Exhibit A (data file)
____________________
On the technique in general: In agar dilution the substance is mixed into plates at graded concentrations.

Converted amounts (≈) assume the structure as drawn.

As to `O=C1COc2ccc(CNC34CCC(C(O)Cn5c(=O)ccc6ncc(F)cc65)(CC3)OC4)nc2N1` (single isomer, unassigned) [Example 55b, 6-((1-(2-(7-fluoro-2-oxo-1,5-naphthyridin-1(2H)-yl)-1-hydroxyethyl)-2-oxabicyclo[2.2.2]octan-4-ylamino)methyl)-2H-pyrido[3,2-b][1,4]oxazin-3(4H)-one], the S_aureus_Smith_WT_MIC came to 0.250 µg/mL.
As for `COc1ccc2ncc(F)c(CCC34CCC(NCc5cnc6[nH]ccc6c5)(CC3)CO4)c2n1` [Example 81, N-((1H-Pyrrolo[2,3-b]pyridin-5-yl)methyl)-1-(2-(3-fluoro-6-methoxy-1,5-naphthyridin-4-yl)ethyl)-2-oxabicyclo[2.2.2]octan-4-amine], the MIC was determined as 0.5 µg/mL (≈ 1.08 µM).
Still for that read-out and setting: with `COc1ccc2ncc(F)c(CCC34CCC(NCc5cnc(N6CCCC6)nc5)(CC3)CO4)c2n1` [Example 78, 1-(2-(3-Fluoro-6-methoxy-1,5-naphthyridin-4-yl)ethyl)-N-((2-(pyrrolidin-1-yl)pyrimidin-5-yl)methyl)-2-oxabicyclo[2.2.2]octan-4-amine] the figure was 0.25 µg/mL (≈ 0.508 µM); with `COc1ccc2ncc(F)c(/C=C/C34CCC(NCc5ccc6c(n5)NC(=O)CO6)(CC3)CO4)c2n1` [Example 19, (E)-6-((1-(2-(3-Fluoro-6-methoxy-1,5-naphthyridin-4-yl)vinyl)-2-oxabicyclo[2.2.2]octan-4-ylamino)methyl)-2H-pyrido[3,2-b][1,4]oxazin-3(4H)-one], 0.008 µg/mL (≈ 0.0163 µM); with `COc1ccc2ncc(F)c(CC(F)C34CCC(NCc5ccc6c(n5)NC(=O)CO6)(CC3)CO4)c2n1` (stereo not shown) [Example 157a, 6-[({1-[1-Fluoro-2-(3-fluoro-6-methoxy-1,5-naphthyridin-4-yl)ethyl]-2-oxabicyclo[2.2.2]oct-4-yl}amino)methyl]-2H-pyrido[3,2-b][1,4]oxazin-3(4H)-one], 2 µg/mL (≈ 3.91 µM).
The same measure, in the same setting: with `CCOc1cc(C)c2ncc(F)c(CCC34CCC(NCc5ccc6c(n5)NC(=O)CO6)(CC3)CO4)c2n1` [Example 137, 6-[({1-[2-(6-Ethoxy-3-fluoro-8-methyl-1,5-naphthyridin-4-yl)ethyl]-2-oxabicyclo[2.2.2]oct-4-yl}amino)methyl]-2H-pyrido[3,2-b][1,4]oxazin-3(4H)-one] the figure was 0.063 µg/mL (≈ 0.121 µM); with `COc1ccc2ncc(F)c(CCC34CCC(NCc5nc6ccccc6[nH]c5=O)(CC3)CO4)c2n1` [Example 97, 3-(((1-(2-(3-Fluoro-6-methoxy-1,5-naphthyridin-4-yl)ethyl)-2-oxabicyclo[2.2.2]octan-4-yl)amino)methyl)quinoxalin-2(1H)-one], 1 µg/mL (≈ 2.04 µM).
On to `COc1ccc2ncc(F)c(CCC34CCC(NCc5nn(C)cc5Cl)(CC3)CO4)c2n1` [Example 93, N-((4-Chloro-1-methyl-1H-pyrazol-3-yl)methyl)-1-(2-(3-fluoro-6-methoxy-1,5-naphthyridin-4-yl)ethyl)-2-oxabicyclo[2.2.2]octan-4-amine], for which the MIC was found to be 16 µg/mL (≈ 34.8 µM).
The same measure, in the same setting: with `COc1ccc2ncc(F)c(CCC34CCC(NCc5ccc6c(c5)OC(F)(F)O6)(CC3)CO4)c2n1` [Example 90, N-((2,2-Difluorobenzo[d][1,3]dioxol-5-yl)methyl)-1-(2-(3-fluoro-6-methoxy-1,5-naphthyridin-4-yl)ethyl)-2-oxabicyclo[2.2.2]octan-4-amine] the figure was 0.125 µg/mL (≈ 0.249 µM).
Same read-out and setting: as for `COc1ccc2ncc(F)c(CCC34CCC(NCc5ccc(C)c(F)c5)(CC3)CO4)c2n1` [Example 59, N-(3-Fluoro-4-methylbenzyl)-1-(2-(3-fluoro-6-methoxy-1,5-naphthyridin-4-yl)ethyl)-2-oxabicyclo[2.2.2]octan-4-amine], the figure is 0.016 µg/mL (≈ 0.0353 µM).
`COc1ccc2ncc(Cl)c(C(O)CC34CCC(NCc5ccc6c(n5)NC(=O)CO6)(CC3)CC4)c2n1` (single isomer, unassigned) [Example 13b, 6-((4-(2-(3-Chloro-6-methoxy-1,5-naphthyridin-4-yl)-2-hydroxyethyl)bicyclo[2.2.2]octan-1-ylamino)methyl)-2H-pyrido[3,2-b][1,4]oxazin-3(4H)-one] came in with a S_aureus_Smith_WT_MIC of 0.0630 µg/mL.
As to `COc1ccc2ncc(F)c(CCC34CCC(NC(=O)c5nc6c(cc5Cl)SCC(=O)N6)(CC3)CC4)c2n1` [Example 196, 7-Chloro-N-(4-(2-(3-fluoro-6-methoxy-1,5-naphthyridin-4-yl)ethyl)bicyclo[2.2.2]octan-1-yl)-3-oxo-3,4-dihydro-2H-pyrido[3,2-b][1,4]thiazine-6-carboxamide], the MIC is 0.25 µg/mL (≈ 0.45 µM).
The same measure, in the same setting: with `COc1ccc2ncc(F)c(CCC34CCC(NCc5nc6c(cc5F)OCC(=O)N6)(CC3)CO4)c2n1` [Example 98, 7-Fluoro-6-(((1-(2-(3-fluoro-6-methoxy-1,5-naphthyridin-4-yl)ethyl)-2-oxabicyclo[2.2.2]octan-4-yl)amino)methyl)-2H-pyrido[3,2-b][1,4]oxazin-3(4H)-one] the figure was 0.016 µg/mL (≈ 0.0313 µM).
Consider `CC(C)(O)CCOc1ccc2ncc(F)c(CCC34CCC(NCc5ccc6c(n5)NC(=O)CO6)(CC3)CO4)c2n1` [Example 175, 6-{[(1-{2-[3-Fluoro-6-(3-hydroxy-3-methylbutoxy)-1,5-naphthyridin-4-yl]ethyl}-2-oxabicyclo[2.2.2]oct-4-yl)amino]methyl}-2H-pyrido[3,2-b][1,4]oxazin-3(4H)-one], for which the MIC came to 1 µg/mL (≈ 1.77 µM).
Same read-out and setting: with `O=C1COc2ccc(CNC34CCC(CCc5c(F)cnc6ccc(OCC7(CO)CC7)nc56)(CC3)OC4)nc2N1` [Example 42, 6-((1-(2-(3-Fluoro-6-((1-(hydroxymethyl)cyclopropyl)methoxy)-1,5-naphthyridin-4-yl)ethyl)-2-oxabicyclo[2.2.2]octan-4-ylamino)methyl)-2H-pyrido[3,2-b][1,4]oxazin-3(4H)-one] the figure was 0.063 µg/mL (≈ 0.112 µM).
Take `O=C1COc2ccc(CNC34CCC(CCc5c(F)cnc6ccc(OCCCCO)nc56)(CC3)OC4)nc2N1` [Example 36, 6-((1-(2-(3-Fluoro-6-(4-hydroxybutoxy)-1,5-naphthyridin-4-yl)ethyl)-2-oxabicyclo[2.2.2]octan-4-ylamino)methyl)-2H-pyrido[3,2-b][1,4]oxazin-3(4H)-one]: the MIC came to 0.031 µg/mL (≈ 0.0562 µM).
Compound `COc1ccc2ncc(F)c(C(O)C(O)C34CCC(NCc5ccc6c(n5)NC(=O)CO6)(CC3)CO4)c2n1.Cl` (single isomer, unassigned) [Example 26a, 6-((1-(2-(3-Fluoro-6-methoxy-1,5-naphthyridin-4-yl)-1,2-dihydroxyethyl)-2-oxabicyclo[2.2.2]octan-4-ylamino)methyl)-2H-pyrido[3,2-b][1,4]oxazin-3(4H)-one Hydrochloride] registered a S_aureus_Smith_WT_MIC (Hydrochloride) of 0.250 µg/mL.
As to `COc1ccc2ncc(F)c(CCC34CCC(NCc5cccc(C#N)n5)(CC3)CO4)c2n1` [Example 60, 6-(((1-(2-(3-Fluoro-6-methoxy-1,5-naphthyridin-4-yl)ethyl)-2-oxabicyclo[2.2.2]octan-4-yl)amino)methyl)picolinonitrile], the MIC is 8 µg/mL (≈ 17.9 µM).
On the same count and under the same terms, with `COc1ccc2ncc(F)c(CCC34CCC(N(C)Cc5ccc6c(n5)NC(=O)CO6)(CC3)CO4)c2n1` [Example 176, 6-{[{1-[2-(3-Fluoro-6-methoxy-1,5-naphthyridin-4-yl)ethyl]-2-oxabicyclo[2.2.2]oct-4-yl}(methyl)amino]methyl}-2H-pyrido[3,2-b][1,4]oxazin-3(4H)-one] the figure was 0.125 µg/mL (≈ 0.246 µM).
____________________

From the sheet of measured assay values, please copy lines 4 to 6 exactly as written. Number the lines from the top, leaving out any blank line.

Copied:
As for `COc1ccc2ncc(F)c(CCC34CCC(NCc5cnc6[nH]ccc6c5)(CC3)CO4)c2n1` [Example 81, N-((1H-Pyrrolo[2,3-b]pyridin-5-yl)methyl)-1-(2-(3-fluoro-6-methoxy-1,5-naphthyridin-4-yl)ethyl)-2-oxabicyclo[2.2.2]octan-4-amine], the MIC was determined as 0.5 µg/mL (≈ 1.08 µM).
Still for that read-out and setting: with `COc1ccc2ncc(F)c(CCC34CCC(NCc5cnc(N6CCCC6)nc5)(CC3)CO4)c2n1` [Example 78, 1-(2-(3-Fluoro-6-methoxy-1,5-naphthyridin-4-yl)ethyl)-N-((2-(pyrrolidin-1-yl)pyrimidin-5-yl)methyl)-2-oxabicyclo[2.2.2]octan-4-amine] the figure was 0.25 µg/mL (≈ 0.508 µM); with `COc1ccc2ncc(F)c(/C=C/C34CCC(NCc5ccc6c(n5)NC(=O)CO6)(CC3)CO4)c2n1` [Example 19, (E)-6-((1-(2-(3-Fluoro-6-methoxy-1,5-naphthyridin-4-yl)vinyl)-2-oxabicyclo[2.2.2]octan-4-ylamino)methyl)-2H-pyrido[3,2-b][1,4]oxazin-3(4H)-one], 0.008 µg/mL (≈ 0.0163 µM); with `COc1ccc2ncc(F)c(CC(F)C34CCC(NCc5ccc6c(n5)NC(=O)CO6)(CC3)CO4)c2n1` (stereo not shown) [Example 157a, 6-[({1-[1-Fluoro-2-(3-fluoro-6-methoxy-1,5-naphthyridin-4-yl)ethyl]-2-oxabicyclo[2.2.2]oct-4-yl}amino)methyl]-2H-pyrido[3,2-b][1,4]oxazin-3(4H)-one], 2 µg/mL (≈ 3.91 µM).
The same measure, in the same setting: with `CCOc1cc(C)c2ncc(F)c(CCC34CCC(NCc5ccc6c(n5)NC(=O)CO6)(CC3)CO4)c2n1` [Example 137, 6-[({1-[2-(6-Ethoxy-3-fluoro-8-methyl-1,5-naphthyridin-4-yl)ethyl]-2-oxabicyclo[2.2.2]oct-4-yl}amino)methyl]-2H-pyrido[3,2-b][1,4]oxazin-3(4H)-one] the figure was 0.063 µg/mL (≈ 0.121 µM); with `COc1ccc2ncc(F)c(CCC34CCC(NCc5nc6ccccc6[nH]c5=O)(CC3)CO4)c2n1` [Example 97, 3-(((1-(2-(3-Fluoro-6-methoxy-1,5-naphthyridin-4-yl)ethyl)-2-oxabicyclo[2.2.2]octan-4-yl)amino)methyl)quinoxalin-2(1H)-one], 1 µg/mL (≈ 2.04 µM).